# What are valence electrons?

Apr 17, 2014

The valence electrons are the electrons that determine the most typical bonding patterns for an element.

These electrons are found in the s and p orbitals of the highest energy level for the element.

Sodium $1 {s}^{2} 2 {s}^{2} 2 {p}^{6} 3 {s}^{1}$
Sodium has 1 valence electron from the 3s orbital

Phosphorus $1 {s}^{2} 2 {s}^{2} 2 {p}^{6} 3 {s}^{2} 3 {p}^{3}$
Phosphorus has 5 valence electrons 2 from the 3s and 3 from the 3p

Iron $1 {s}^{2} 2 {s}^{2} 2 {p}^{6} 3 {s}^{2} 3 {p}^{3} 4 {s}^{2} 3 {d}^{6}$
Iron has 2 valence electrons from the 4s

Bromine $1 {s}^{2} 2 {s}^{2} 2 {p}^{6} 3 {s}^{2} 3 {p}^{3} 4 {s}^{2} 3 {d}^{10} 4 {p}^{5}$
Bromine has 7 valence electrons 2 from the 4s and 5 from the 4p

Also, valence electrons is the electrons in the out most shell of an atom.
SMARTERTEACHER

May 12, 2014

Valence electrons are the outermost electrons and are therefore at the highest energy level.

Because they are the outermost energy levels, they are available to participate in chemical bonding, either ionic or covalent.

The alkali metals have one valence electron in their highest energy level.

The electron configuration for lithium is $1 {s}^{2} 2 {s}^{1}$

Since the highest energy level for lithium is 2 and it contains one electron, the valence number for lithium is one.

Fluorine has a configuration of $1 {s}^{2} 2 {s}^{2} 2 {p}^{5}$.

The highest energy level for fluorine is 2 and this energy, it has 2 electrons in the s orbital and 5 electrons in the p orbital.

The total of valence electrons in the second energy level for this atom is 7 (2+ 5).

It is energetically favorable for lithium to lose one electron which is gained by fluorine.

As a consequence, lithium acquires a + 1 charge, while fluorine acquires a -1 charge.

These ions attract one another and form an ionic bond.

In summary, valence electrons determine the bonding patterns of atoms.

Here is a video which discusses how to draw Lewis structures for atoms showing their number of valence electrons.
Video from: Noel Pauller

Oct 24, 2014

Valence electrons are the electrons present in the outermost shell of an atom.

You can easily determine the number of valence electrons an atom can have by looking at its Group in the periodic table.

For example, atoms in Groups 1 and 2 have 1 and 2 valence electrons, respectively.

Atoms in Groups 13 and 18 have 3 and 8 valence electrons, respectively.

Valence electrons are responsible for the reactivity of an element. They determine how "willing" the elements are to bond with each other to form new compounds. If the valence shell of an element is full, such as with a noble gas, then the element does not want to gain or lose an electron.

For example, alkali metals, which all have a valency of 1, want to lose that one electron and are likely to form ionic bonds (such as in the case of NaCl, or table salt) with a Group 17 element, which has a valency of 7 and wants to gain that one electron from the alkali metal (Group 1 element) to form a stable valency of 8.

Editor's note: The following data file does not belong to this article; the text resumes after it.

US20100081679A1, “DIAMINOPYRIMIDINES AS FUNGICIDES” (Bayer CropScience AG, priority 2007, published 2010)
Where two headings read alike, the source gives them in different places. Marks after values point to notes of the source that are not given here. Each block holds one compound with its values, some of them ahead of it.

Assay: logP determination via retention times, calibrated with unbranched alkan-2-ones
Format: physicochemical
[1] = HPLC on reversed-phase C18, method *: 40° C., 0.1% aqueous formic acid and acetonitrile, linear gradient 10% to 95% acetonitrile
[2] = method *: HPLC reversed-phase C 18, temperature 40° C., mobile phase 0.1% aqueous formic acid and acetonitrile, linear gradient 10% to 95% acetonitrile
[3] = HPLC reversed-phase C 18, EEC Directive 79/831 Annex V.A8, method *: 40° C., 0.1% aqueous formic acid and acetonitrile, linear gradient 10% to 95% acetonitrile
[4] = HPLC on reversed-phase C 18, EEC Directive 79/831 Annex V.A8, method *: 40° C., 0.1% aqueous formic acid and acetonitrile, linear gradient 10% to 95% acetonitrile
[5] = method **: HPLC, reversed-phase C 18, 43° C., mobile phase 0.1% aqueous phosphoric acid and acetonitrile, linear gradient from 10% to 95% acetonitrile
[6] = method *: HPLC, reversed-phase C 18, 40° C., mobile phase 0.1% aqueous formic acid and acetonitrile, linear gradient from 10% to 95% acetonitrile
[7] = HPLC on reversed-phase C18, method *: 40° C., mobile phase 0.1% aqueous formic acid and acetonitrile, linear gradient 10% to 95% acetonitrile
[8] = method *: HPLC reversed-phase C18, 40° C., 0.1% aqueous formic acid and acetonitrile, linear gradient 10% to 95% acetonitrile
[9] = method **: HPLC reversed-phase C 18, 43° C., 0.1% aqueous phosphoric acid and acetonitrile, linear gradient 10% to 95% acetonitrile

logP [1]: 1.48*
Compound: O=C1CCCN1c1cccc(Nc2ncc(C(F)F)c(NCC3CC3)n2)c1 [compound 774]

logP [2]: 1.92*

For more on valence electrons and how they're related to the periodic table, I strongly recommend this video:

Citations: Tyler Dewitt. (2012, December 18) Valence Electrons and the Periodic Table [Video File].

Nov 13, 2014

Valence electrons are the outermost electrons in any atom. These are the electrons that are available for bonding with other atoms.

The number of valence electrons for a main group (group A) element is the same as the number of electrons in the s and p orbitals in the highest occupied energy level. A short-cut to determining this is to look at the group number on your periodic table.

The Roman numeral at the top of the group will tell you the number of valence electrons. If your periodic table has Arabic numerals for the group numbers, then look at the ones digit of the group number. This will match the number of valence electrons.

Jul 8, 2017

Here's how to count the valence electrons in transition metals.

#### Explanation:

A valence electron is an electron that is outside a noble-gas core and can be used to form bonds to other atoms.

Thus, the $\text{d}$ electrons in transition metals are valence electrons.

The energy of an $\left(n - 1\right) \text{d}$ electron is close to that of an $\text{ns}$ electron, so it can participate in bond formation.

However, the farther right an element is in each transition metal series, the closer the $\text{d}$ electron is to the nucleus and the less likely it is that such an electron will behave as a valence electron.

Thus, in the $\text{3d}$ row, the first four elements ($\text{Sc, V, Ti, Cr}$) tend to form mainly $\text{M"^"3+}$ ions.

The remaining six elements ($\text{Mn, Fe, Co, Ni, Cu, Zn}$) form mainly $\text{M"^"2+}$ ions.

The situation is even more complicated for the $\text{4d}$ and $\text{5d}$ transition metals.

For example, $\text{Ni}$ has configuration ${\text{[Ar]4s"^2 "3d}}^{8}$.

In principle, it has ten valence electrons.

However, it never uses more than four of them.

It forms compounds like ${\text{NiCl}}_{2}$ (2 valence electrons), ${\text{NiCl}}_{3}$ (3 valence electrons), and ${\text{K"_2"NiF}}_{6}$ (4 valence electrons).

Thus, $\text{Ni}$ has 2, 3, or 4 valence electrons, depending on the particular compound it forms.

However, compounds of $\text{Ni(II)}$ are by far the most common.